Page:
The Curtiss XP-55 came about as the result of a 1939 Army Air Corps proposal R-40C calling for a new fighter aircraft capable of flying at 525 mph at 15,000 feet. The aircraft was powered by a 1275 hp Allison engine and the propeller could be jettisoned if the pilot needed to bail out. Curtiss was awarded a contract for three XP-55's on July 10, 1942 and it made its first flight on July 19, 1943. The first Ascender went out of control during a stall test an November 15, 1943 and crashed but the pilot managed to bail out successfully. The second Ascender featured a modified landing gear, armament mounted in the nose and an enlarged nose elevator, however the stall limits restricted its performance envelope. The wing span of the third Ascender was lengthened by four feet and the forward elevator travel was increased. The second prototype was eventually modified to this configuration. Problems with engine cooling and low speed handling persisted, resulting in the Army canceling the project in late 1944. The aircraft continued to perform test work into 1945. The third aircraft crashed during a demonstration flight at Wright Field on May 27, 1945, killing the pilot and a passing motorist. The second Ascender, the only surviving example has been restored and is on display at the Air Zoo in Kalamazoo, Michigan.

The Kit

The Czech Model kit comes in one of those unhandy end flap open box with what looks like a dithered photo for artwork on the front. The back of the box has a color profile and performance specifications. Inside the box is one bag with the injection molded parts, a second bag with cast resin parts and a vacuformed canopy that was just loose in the box. The injected parts are on two sprues in a light gray color. Most parts have a fair amount of flash on them. Surface detail is recessed and the panel lines are very shallow and thin but are continuous. Overall the surface is smooth and glossily and I found no sink holes or injector pin marks that will show on the completed model. The control surfaces are all fixed and in my opinion the recessed lines for these could be a little deeper. Typical for short run kits there are no alignment pins and the sprue attachment points are heavy enough to warrant care when removing parts. By my count there are 39 injected parts. See photos below.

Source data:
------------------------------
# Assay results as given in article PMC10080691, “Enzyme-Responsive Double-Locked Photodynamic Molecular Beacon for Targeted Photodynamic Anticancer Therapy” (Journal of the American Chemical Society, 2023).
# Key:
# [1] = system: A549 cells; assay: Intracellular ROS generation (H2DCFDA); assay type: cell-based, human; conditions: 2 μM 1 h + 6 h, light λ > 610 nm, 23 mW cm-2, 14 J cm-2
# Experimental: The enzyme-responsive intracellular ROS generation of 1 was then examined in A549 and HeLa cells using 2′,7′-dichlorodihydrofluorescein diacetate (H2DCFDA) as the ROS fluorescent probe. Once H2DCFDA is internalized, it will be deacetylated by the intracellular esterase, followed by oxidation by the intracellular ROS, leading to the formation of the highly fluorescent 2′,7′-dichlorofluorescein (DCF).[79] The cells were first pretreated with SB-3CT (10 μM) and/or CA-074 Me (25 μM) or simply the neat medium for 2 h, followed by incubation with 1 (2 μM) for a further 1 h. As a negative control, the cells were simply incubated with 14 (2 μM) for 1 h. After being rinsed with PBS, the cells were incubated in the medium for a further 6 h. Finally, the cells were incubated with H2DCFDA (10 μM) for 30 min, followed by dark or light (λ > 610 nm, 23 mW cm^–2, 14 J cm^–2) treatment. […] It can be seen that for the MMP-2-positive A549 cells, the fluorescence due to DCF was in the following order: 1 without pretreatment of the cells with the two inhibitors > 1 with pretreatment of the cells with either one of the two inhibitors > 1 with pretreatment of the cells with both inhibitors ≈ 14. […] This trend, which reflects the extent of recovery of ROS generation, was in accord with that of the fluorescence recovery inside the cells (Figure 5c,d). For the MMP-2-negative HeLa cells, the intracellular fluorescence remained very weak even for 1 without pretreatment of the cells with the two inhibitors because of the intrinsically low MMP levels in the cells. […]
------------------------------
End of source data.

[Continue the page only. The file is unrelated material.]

The cast resin parts are a light brown in color and for the most part nicely done. I found a couple small pin holes but nothing serious and no short shots. Most of the parts are for the cockpit, a tub, seat with belts and harness, side walls, stick, instrument panel, radio shelf and gun sight. Also included are the main gear bays, wheels and exhaust stacks. Some of the pour blocks may be a challenge to remove. All together there are 18 resin parts. See photo below.

The clear parts were in good condition in spite of not being protected in the package. They are reasonably clear and should look good when coated with future. The frame lines are distinct to aid in painting and there are two of them in case problems are encountered. See Photo below.

The Decals are for one aircraft, the surviving second prototype. They are thin and in register and appear to be opaque. There is some white stenciling that does not show in the photo below.

The instructions are printed on an 8 1/2" x 17" page printed on both sides and folded to create four pages. The first has history and a parts map, the next two are the assembly diagrams arranged in seven steps. The last page has profiles showing the location of the national markings and serial number and a paragraph detailing the colors used on the aircraft. There are no hints as to where to put the stencils. Most of them are the no step, don't push, lift here and that sort so I guess you can use logic to locate where most would go.

After Market Goodies

There are none that I'm aware of and there really isn't a need for any.


This is a reasonably nice kit for a short run kit. Most other reviews that I have read give it a pretty good score. As with most kits of this type some fit issues will be encountered and most of the time will be spent getting the resin parts to fit in the injected parts. Recommended to those with some experience in building short run kits.

Links to kit build or reviews

A build / review can be found here and here.


The Internet and the instruction sheet

Back to the MISC U.S. page

Updated 9/17/14